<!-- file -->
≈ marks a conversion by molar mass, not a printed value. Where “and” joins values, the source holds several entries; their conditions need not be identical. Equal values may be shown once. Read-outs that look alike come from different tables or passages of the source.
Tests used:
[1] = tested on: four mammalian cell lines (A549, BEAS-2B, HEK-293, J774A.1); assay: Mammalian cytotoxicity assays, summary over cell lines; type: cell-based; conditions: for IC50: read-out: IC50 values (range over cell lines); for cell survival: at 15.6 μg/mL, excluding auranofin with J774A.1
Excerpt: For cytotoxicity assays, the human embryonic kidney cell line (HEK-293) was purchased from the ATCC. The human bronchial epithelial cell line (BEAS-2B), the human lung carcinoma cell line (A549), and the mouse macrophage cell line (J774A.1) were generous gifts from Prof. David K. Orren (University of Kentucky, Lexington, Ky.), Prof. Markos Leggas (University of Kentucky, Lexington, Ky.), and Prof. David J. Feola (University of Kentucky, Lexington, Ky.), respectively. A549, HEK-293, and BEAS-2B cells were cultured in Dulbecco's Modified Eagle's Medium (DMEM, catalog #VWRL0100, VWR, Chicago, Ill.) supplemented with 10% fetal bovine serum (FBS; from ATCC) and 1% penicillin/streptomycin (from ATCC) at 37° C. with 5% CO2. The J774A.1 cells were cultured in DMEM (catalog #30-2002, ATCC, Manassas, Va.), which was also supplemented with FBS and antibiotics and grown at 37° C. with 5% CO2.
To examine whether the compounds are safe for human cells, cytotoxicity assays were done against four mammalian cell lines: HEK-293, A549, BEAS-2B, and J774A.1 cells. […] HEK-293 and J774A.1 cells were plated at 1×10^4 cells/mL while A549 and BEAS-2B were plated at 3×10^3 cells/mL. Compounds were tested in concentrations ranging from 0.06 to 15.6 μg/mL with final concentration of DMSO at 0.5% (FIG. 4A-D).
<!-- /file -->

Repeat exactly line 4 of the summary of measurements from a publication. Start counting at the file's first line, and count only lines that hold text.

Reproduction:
Excerpt: For cytotoxicity assays, the human embryonic kidney cell line (HEK-293) was purchased from the ATCC. The human bronchial epithelial cell line (BEAS-2B), the human lung carcinoma cell line (A549), and the mouse macrophage cell line (J774A.1) were generous gifts from Prof. David K. Orren (University of Kentucky, Lexington, Ky.), Prof. Markos Leggas (University of Kentucky, Lexington, Ky.), and Prof. David J. Feola (University of Kentucky, Lexington, Ky.), respectively. A549, HEK-293, and BEAS-2B cells were cultured in Dulbecco's Modified Eagle's Medium (DMEM, catalog #VWRL0100, VWR, Chicago, Ill.) supplemented with 10% fetal bovine serum (FBS; from ATCC) and 1% penicillin/streptomycin (from ATCC) at 37° C. with 5% CO2. The J774A.1 cells were cultured in DMEM (catalog #30-2002, ATCC, Manassas, Va.), which was also supplemented with FBS and antibiotics and grown at 37° C. with 5% CO2.